Now the promise which was unconditional and made to Christ, did not raise the question of righteousness. It was necessary that it should be raised, and in the first place by requiring righteousness from man, who was responsible to produce it and to walk in it before God. Man ought to have been righteous before God. But sin had already come in, and it was in reality to make sin manifest that the law was brought in. Sin was indeed present, the will of man was in rebellion against God; but the law drew out the strength of that evil will, and it manifested its thorough contempt of God by overleaping the barrier which the prohibition of God raised between it and its desires.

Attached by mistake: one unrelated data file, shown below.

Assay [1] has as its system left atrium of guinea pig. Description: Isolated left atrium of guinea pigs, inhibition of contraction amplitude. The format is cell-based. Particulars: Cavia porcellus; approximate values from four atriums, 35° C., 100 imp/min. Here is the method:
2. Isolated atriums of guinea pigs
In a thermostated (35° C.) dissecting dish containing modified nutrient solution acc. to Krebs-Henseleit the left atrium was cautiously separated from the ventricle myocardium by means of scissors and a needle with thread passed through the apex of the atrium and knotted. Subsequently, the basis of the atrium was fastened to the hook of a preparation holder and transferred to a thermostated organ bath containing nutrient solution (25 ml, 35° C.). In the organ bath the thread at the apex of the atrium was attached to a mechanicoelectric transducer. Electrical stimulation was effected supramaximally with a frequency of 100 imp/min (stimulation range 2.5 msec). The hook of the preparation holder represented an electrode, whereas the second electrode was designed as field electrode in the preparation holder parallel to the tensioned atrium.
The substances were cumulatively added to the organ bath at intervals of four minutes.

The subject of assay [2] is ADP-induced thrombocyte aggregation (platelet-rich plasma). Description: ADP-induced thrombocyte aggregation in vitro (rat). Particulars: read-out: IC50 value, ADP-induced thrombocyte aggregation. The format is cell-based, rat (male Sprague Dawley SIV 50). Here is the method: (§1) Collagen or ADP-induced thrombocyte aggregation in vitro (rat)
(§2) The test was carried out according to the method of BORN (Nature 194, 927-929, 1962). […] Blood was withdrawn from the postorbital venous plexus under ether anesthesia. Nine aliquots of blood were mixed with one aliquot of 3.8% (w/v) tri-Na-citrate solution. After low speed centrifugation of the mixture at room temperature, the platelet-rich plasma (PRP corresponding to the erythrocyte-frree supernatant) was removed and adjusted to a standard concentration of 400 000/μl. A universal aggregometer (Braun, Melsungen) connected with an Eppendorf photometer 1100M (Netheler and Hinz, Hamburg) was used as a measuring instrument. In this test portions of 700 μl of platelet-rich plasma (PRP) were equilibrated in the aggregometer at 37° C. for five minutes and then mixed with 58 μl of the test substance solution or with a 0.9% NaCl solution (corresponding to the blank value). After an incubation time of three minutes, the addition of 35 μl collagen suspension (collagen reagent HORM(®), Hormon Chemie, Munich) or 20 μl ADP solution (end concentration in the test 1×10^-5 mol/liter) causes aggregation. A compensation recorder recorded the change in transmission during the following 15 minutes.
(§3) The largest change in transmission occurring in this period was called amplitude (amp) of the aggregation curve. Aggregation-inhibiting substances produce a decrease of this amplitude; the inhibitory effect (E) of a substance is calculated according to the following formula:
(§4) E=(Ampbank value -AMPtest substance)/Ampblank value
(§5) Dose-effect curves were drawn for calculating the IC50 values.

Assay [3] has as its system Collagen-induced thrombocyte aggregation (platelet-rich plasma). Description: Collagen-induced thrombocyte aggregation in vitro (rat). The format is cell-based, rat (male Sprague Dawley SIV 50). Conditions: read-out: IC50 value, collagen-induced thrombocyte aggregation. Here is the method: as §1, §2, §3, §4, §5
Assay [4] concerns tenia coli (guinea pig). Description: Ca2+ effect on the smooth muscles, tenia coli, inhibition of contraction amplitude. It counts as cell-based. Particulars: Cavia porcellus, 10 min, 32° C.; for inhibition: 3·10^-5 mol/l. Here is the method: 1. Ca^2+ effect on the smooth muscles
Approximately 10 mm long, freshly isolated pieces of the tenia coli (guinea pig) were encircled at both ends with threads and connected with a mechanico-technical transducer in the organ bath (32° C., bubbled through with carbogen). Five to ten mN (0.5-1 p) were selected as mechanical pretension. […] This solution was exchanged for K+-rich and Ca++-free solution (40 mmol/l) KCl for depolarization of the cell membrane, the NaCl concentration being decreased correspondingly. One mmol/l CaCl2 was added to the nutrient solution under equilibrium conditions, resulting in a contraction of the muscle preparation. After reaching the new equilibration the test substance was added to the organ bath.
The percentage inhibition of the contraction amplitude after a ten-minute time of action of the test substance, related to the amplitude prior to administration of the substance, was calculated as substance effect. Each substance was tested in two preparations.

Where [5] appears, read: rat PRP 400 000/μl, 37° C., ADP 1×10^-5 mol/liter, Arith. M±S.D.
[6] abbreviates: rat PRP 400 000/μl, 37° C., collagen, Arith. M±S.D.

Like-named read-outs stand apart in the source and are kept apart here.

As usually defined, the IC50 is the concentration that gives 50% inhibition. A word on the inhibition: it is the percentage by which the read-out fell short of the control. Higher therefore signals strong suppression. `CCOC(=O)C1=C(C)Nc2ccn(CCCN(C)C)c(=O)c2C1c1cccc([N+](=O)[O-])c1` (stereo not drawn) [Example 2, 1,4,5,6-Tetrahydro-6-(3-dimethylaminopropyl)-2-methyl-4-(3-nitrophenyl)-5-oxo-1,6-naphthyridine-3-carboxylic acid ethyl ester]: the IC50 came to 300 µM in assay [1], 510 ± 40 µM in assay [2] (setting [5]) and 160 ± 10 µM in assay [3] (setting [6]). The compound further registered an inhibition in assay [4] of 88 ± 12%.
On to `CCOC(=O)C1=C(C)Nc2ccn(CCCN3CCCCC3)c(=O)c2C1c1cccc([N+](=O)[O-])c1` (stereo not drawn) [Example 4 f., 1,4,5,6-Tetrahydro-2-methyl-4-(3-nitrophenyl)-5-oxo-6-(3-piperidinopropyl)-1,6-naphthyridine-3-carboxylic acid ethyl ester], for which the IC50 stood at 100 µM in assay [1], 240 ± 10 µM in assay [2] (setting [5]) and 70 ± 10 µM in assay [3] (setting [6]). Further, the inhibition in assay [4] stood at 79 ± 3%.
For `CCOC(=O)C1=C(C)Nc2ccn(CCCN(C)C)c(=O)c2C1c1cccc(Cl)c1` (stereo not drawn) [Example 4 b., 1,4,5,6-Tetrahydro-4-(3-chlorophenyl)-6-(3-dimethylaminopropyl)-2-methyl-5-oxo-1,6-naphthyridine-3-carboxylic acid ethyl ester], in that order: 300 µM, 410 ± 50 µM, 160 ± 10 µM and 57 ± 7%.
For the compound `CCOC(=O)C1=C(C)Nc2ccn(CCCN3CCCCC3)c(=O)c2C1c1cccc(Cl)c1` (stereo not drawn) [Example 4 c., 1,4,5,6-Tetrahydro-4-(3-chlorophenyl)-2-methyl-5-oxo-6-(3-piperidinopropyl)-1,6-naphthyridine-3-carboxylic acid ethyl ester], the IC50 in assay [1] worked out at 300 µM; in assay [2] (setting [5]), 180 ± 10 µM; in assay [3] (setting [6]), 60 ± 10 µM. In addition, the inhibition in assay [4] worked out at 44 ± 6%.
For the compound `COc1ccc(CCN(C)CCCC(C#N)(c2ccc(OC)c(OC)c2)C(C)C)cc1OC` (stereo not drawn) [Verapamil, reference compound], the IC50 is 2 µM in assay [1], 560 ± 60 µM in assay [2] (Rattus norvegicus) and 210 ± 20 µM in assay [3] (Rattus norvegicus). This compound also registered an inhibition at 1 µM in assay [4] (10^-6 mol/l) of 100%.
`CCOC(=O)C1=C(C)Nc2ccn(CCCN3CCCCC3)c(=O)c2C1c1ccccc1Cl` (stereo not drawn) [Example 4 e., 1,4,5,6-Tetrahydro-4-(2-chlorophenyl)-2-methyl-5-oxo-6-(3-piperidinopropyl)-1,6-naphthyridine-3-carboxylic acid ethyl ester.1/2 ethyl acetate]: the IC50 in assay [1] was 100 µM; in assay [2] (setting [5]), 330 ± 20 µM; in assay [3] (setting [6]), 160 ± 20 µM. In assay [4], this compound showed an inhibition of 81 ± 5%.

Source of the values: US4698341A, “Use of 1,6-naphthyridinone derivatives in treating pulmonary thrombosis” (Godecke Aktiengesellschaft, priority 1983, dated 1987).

The law was added that there might be transgressions, not (as we have seen already, when meditating on the Romans, where this same subject is treated) that there might be sin, but that there might be transgressions, through which the consciences of men might be reached, and the sentence of death and condemnation made to be sensibly felt in their light and careless hearts. The law was therefore introduced between the promise and its fulfilment, in order that the real moral condition of man should be made manifest. Now the circumstances under which it was given rendered it very obvious that the law was in no wise the means of the fulfilment of the promise, but that on the contrary it placed man upon an altogether different ground, which made him know himself, and at the same time made him understand the impossibility of his standing before God on the ground of his own responsibility. God had made an unconditional promise to the seed of Abraham. He will infallibly perform it, for He is God. But in the communication of the law there is nothing immediate and direct from God simply. It is ordained by the hand of angels. It is not God who, in speaking, engages Himself simply by His own word to the person in whose favour the promise is to be fulfilled. The angels of glory, who had no part in the promises (for it was angels who shone in the glory of Sinai; see Psalms 68) invested, by the will of God, the proclamation of the law, with the splendour of their dignity. But the God of the angels and of Israel stood apart, hidden in His sanctuary of clouds and fire and thick darkness. He was encompassed with glory; He made Himself terrible in His magnificence; but He did not display Himself. He had given the promise in person; a mediator brought the law. And the existence of a mediator necessarily supposes two parties. But God was one; and it was the foundation of the whole Jewish religion. There was therefore another on whom the stedfastness of the covenant made at Sinai depended. And in fact Moses went up and down, and carried the words of Jehovah to Israel, and the answer of Israel who engaged themselves to perform that which Jehovah imposed on them as a condition of the enjoyment of the effect of His promise.